I saw the following post on WFMU by Brian Turner this morning (which has since has gone missing for some reason), and it confirmed my every fear: Hollywood is DOA.
Hollywood: Two Words
from WFMU’s Beware of the Blog by Brian Turner
That’s right, Beverly Hills Chihuahua grossed $29 million this weekend, taking the top place.
Beverly Hills Chihuahua, Disney’s canine comedy, edged out Shia LaBeouf’s Eagle Eye to take the top spot at the U.S box office this weekend.
The film about a wealthy pooch from Beverly Hills who finds herself lost while on vacation in Mexico stars Drew Barrymore, Jamie Lee Curtis, Andy Garcia, and George Lopez.
North American Box Office Top Ten:
1. “Beverly Hills Chihuahua,” $29 million.
2. “Eagle Eye,” $17.7 million.
3. “Nick and Norah’s Infinite Playlist,” $12 million.
4. “Nights in Rodanthe,” $7.4 million.
5. “Appaloosa,” $5 million.
6. “Lakeview Terrace,” $4.5 million.
7. “Burn After Reading,” $4.08 million.
8. “Fireproof,” $4.07 million.
9. “An American Carol,” $3.8 million.
10. Religulous, $3.5 million.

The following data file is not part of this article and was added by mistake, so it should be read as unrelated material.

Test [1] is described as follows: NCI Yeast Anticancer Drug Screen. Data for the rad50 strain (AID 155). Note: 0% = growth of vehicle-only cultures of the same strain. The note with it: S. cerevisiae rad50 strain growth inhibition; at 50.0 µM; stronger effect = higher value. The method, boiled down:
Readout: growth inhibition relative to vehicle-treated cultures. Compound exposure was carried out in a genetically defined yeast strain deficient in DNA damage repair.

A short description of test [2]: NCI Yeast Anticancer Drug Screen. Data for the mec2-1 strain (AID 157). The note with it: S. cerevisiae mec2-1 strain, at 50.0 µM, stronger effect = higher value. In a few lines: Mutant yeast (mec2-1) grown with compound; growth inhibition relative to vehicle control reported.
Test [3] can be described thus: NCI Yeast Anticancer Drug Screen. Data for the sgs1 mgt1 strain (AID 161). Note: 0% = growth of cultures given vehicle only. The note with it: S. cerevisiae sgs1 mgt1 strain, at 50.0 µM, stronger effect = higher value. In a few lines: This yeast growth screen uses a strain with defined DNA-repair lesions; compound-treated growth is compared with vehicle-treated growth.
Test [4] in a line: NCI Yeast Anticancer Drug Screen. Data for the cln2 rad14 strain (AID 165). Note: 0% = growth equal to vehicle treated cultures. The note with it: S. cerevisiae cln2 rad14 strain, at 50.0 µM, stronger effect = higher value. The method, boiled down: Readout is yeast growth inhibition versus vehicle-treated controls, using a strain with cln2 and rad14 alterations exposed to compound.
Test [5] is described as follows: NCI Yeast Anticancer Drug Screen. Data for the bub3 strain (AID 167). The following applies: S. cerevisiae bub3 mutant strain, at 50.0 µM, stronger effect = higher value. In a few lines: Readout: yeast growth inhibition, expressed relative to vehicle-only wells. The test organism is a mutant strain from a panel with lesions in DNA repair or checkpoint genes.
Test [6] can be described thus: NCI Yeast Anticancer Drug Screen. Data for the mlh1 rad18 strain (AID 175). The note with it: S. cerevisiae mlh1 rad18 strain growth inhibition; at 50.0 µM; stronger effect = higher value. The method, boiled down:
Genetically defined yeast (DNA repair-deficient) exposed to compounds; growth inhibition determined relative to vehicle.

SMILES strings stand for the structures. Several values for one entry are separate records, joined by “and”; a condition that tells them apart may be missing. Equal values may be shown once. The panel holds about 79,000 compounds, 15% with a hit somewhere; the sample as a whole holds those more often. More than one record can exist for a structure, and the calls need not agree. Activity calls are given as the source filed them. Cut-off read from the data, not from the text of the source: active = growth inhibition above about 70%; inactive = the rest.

This is why I look forward to the release of video games, or recent additions to UBUWEB and the Internet Archive. The era of our pop culture as told by Hollywood is dead. The Wire is without question the best series I have seen in the last 20 years, better than anything from Hollywood or even all the other series from HBO. Moreover, the recent sensation over AMC’s Mad Men is over rated in my opinion. I watched the first 9 episodes of season 1, and by the fouth episode was burnt on how “correct” the show is. It tries to implicate the viewer by re-framing all the racism, sexism, and religious intolerance at work in the late 50s, early 60s, yet it is far too academic. It’s argument is clear, and there is none of the moral ambiguity and more complex examination of a system that frames the impossibilities of a moment like The Wire. The push to make sure the viewer doesn’t mistake the 1950s and 60s as the good old days, seems empty when it erases the complex realities of those who lived then, just to capitalize on the issues that make good drama now. I don’t know, Mad Men justs seems like a paper some one wrote about advertising in the golden age, and how screwed up it was from our vantage point, and then decided to adorn it with some two-diminsional characters and turn it into a TV series. A blanket critique of the 1950s and 60s is as much an interpretation of that moment as an unchecked glorification of it, and neither make for a comeplling narrative.